Like the elemental psychological battle between fear and greed being played out every day in the financial markets this week, I am psychologically being torn asunder between rooting for my hometown New York Giants, and rooting for the New England Patriots.
Any fan of Dr. Strangelove will know what I am talking about.
On February 3rd, by all rights, I should be screaming for the Giants. After all, I grew up in New York, rooting for the early-1960s teams that had true Giants on it: Andy Robustelli, Rosey Grier, Y. A. Tittle, Del Shofner, Frank Gifford, Kyle Rote. Rooting for the Giants who fought the Packers valiantly on the frozen tundra of Yankee Stadium in 1962. A little part of me died that day when we lost 16-7 in frozen 40 mile an hour winds that rendered our passing attack next to useless.
While a few years later I found myself rooting for the anti-establishment AFL and the Namath-led New York Jets, and later (swayed by my kids) for the 49ers after our family moved to the Bay Area, let’s face it: It’s next to impossible for anyone who grew up in the Big Apple to root against our team from East Rutherford when they’re playing a team from the Evil Empire, Boston.
Moreover, these Giants are worth rooting for. After a slow start at the beginning of the season, they came storming back to a great second half. They fought the Patriots valiantly to a 38-35 loss on December 29 in the last game of the regular season—a game where they had nothing at stake and could have rested their starters for the playoffs, where they were underdogs.
Even Eli Manning, who New York fans have a love-hate relationship with, came visibly into his own against the Patriots in December. His confidence growing, Eli has played flawless ball since then, even in Ice Bowl II at Lambeau last Sunday, where he out-thought and out-lasted even the great Brett Favre.
But there is something else going on this year, and even New York fans need to root for the Patriots, for Patriotic reasons. For the good of the game. The Patriots, although looking much more vulnerable during the second half of the season, are 18-0. They are going for the first perfect season since 1972, the second perfect season in NFL history, and the first perfect 19-0 season.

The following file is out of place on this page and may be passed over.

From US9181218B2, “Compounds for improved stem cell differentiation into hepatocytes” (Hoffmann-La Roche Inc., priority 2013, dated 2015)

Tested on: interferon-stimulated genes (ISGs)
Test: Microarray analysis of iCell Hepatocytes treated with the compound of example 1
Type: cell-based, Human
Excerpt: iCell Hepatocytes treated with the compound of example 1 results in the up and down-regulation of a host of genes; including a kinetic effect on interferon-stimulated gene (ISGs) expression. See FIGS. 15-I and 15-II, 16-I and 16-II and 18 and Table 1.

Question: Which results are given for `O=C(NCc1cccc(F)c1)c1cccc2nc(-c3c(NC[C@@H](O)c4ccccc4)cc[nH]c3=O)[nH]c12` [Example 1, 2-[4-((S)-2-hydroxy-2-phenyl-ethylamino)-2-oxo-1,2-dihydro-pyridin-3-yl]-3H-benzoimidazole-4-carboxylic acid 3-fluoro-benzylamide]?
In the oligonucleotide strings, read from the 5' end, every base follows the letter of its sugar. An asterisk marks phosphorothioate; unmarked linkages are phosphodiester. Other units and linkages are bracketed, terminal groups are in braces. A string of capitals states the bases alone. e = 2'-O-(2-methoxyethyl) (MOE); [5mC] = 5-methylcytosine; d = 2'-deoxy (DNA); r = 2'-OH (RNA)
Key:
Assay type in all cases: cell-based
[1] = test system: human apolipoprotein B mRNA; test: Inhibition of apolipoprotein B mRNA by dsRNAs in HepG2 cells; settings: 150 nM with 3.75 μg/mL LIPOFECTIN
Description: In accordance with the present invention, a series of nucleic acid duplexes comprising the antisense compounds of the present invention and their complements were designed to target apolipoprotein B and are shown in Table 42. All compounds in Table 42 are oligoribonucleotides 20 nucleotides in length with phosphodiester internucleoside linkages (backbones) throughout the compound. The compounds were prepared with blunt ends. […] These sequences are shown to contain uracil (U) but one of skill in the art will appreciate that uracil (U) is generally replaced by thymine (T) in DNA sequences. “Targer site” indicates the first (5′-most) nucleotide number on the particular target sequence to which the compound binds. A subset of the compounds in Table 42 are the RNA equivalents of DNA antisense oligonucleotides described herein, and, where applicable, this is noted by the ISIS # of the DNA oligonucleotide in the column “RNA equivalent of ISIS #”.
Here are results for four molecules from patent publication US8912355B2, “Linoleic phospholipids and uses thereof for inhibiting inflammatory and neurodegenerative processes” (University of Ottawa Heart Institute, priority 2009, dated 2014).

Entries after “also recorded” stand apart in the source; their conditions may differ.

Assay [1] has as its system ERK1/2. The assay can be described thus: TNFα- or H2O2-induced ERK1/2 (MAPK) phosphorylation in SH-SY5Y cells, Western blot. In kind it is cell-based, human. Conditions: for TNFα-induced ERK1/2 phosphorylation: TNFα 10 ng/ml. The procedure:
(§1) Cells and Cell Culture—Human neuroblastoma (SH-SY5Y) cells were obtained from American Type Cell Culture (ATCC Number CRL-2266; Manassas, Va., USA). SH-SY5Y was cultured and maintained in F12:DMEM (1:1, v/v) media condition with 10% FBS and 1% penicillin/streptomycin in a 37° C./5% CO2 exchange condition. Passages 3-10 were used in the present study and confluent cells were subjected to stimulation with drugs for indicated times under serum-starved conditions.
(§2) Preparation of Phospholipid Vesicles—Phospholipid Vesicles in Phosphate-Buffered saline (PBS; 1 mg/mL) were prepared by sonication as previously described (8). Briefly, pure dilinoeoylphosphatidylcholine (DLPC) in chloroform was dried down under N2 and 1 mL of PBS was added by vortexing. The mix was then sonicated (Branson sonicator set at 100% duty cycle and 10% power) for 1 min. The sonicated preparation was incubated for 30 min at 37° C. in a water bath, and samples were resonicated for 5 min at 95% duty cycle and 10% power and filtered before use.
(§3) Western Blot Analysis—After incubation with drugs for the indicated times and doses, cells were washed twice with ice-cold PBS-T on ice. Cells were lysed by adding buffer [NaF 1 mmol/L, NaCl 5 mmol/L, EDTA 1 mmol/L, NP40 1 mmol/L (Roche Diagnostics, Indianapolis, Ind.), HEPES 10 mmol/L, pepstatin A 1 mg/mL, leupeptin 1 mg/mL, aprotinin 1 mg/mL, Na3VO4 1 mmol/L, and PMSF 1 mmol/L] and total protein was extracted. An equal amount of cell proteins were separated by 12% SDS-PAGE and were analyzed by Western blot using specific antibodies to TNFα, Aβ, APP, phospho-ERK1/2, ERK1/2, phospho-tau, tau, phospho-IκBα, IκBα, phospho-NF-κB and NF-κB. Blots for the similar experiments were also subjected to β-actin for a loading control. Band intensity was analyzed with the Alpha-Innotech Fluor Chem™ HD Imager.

Why do I care? Why should everyone care? Because it’s time to silence the 1972 Miami Dolphins for good, that’s why.
I watched those Dolphins in 1972. They were a balanced, elegant team, classy and fun to watch. Griese was a solid quarterback. Larry Csonka was a punishing fullback, and Mercury Morris a slashing runner and return specialist. Don Shula was a classy coach who was clearly a future Hall of Famer.
But that was then. In the years since, the 1972 Dolphins have virtually redefined bad sportsmanship.
For the past 20 years, every time an NFL team starts out 8-0, or 10-0, the 1972 Dolphins start sniping at them on TV and in the media. They show up at games and are visibly rooting against the team on the roll. They are quoted saying unsportsman-like things in newspapers and on TV. And they visibly sip champagne and literally dance on the grave of the team when it inevitably then goes 8-1, or 10-1, rejoicing in the fact that their Dolphins have maintained the distinction of being the only perfect team.
I am tired of their poor sportsmanship. The 15-yard unsportsmanlike conduct penalties many of us have been awarding them for years are hollow. While the Dolphins are entitled to their own private opinions of other teams, and of themselves, they should comport themselves like the champions they were and appear to encourage perfection in the sport, not discourage it.
They are a disgrace.
The final blow came this year in early November. It came after the Spygate scandal at the beginning of the season where the Patriots were fined for shooting video of the Jets. And it came after the awesome Patriots defeated the previously-undefeated Peyton Manning and the Colts to go 9-0. Fearful that the Pats would go all the way, what then did Don Shula say? "The Spygate thing has diminished what they've [the Patriots] accomplished," he told New York Daily News. "I guess you got the same thing as putting an asterisk by Barry Bonds' home run record.”
That is NOT what a Hall of Fame coach should say. It is obnoxious and low-class. It is shameful. Shula’s retraction a few days later was too little, too late.
No, the 1972 Dolphins need to be silenced forever. And the Patriots are the team to do it.
That is why I am, very reluctantly, turning my back temporarily on the city of my birth and rooting for the Patriots in Super Bowl XLII. Then, count me as against all Boston teams forever beginning on February 4th.